In His Spare Time, Principal Dancer Benjamin Freemantle Gives Free Haircuts to San Francisco's Homeless
Back when he was a living in a dorm as an international student at San Francisco Ballet School, Benjamin Freemantle developed a new skill: cutting hair. "Most of us didn't have the financial means to go out and get a San Francisco haircut," he says. So he started cutting his fellow dancers' hair and his own.
"I actually kinda lied to my friend and told him I'd done it before," admits Freemantle, with a laugh. "But it turned out really well!"
Erik Tomasson, Courtesy SFB
To this day, Freemantle, who's now a principal at San Francisco Ballet, continues to do his own hair, in addition to some SFB School students' and company members'. Purely self-taught, he has beefed up his skills over the years thanks to tutorials on YouTube.
But Freemantle's hair-cutting hobby has grown into more of a mission: He's expanded his clientele, offering free cuts to San Francisco's homeless community.
"It started when I had an apartment, like a block from the ballet, and every day there was this homeless man who lived in my alley," says Freemantle. The two became friendly, saying hello to each other. "Then one day I invited him to come up, take a shower and have a beer—just relax out of the cold." Freemantle offered his neighbor a haircut and a shave, and he accepted. "I think it meant a lot to him that someone saw him and wanted to help—even if it wasn't money or food, that's what I could offer at the time."
Freemantle in McIntyre's Your Flesh Shall Be a Great Poem
Erik Tomasson, Courtesy SFB
So Freemantle thought about how he could build on this experience. "I had the idea—it was a little scary—to go into the Tenderloin, which is our homeless district," he says. He brought a stool, his haircutting set—basic shears from Amazon, combs, a brush and a spray bottle—and a sign that read "Need a Haircut?"
"I cut five people's hair my first day, and the next week I came back again." Freemantle continues to go to the Tenderloin sporadically as his schedule allows.
On a recent visit, he says he ran into some of the people whose hair he'd previously cut. "They were really thankful, just saying how they got a job interview or they're working at Burger King now," says Freemantle, noting how they "felt a little more welcomed back into society."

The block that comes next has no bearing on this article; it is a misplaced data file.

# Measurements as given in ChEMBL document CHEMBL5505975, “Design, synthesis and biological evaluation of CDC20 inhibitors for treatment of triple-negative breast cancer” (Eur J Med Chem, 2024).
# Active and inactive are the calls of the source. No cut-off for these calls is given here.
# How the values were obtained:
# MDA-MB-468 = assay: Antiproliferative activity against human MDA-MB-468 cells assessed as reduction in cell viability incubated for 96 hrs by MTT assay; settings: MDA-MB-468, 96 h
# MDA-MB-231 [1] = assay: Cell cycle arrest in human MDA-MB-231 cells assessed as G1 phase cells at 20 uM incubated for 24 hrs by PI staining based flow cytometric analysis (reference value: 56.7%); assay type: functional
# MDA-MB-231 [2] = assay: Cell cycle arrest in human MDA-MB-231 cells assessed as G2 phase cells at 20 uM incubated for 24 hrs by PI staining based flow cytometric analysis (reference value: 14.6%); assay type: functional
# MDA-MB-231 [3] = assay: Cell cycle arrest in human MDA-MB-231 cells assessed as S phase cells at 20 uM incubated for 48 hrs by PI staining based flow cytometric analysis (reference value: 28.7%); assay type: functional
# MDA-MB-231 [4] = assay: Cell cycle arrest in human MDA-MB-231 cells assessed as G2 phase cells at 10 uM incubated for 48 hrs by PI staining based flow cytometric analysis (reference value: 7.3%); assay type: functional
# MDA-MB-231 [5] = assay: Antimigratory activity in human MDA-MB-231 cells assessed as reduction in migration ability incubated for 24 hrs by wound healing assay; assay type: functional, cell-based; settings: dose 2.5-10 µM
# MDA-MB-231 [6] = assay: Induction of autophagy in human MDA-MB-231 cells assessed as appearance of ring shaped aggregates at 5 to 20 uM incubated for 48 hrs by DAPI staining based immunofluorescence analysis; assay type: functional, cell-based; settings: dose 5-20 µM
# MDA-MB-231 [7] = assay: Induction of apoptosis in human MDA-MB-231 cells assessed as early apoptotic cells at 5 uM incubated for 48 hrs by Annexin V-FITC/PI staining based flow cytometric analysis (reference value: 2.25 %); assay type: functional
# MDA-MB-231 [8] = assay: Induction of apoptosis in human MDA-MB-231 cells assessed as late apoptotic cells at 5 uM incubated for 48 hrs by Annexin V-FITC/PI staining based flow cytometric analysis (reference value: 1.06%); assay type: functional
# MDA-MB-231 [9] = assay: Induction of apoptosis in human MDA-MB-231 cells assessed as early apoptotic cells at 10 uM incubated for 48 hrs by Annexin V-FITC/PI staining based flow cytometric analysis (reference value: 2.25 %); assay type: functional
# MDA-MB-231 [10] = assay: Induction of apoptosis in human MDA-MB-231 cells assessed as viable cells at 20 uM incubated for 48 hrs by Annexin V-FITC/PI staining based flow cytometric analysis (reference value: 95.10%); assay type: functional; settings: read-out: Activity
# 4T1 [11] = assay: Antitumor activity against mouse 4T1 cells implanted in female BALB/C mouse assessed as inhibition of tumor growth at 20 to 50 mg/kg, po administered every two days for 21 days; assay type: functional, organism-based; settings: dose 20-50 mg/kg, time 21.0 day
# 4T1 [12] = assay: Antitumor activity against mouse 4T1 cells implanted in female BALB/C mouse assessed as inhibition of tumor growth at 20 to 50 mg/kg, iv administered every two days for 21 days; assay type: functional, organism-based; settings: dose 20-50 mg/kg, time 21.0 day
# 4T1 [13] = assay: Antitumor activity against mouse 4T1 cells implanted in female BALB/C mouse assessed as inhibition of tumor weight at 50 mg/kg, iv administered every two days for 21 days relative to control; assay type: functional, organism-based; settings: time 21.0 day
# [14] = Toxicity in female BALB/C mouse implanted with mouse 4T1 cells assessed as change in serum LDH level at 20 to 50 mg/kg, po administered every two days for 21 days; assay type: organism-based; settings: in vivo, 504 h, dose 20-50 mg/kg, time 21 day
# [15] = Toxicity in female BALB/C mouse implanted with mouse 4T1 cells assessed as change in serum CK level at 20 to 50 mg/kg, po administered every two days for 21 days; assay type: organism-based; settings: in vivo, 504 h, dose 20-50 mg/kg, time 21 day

Reflecting on the experience, he says, "It's reinstilled that they're human—they're someone's daughter, someone's son, niece, nephew, you know? There's a history there and we don't know it." Given San Francisco's large homeless population, it's an especially relevant message. "People tend to throw them to the side without a care, and I don't think that's the way to move forward."
Her Dying Swan was as fragile as her Juliet was rebellious; her Odile, scheming, her Swanilda, insouciant. Her Belle was joyous, and her Carmen, both brooding and full-blooded. But there was one role in particular that prompted dance critic Arnold Haskell to ask, "How do you interpret Giselle when you are Giselle?"
At eight, Alicia Alonso took her first ballet class on a stage in her native Cuba, wearing street clothes. Fifteen years later, put in for an ailing Alicia Markova in a performance of Giselle at New York's Metropolitan Opera House, she staked her claim to that title role.
Alonso received recognition throughout the world for her flawless technique and her ability to become one with the characters she danced, even after she became nearly blind. After a career in New York, she and her then husband Fernando Alonso established the Cuban National Ballet and the Cuban National Ballet School, both of which grew into major international dance powerhouses and beloved institutions in their home country. On October 17, the company announced that, after leading the company for a remarkable 71 years, Alonso died from cardiovascular disease at the age of 98.
William Forsythe is bringing his multi-faceted genius to New York City in stripped down form. His "Quiet Evening of Dance," a mix of new and recycled work now at The Shed until October 25, is co-commissioned with Sadler's Wells in London (and a slew of European presenters).
As always, Forsythe's choreography is a layered experience, both kinetic and intellectual. This North American premiere prompted many thoughts, which I whittled down to seven.
"Law & Order: SVU" has dominated the crime show genre for 21 seasons with its famous "ripped from the headlines" strategy of taking plot inspiration from real-life crimes.
So viewers would be forgiven for assuming that the new storyline following the son of Mariska Hargitay's character into dance class originated in the news cycle. After all, the mainstream media widely covered the reaction to Lara Spencer's faux pas on "Good Morning America" in August, when she made fun of Prince George for taking ballet class.
But it turns out
, the storyline was actually the idea of the 9-year-old actor, Ryan Buggle, who plays Hargitay's son. And he came up with it before Spencer ever giggled at the word ballet.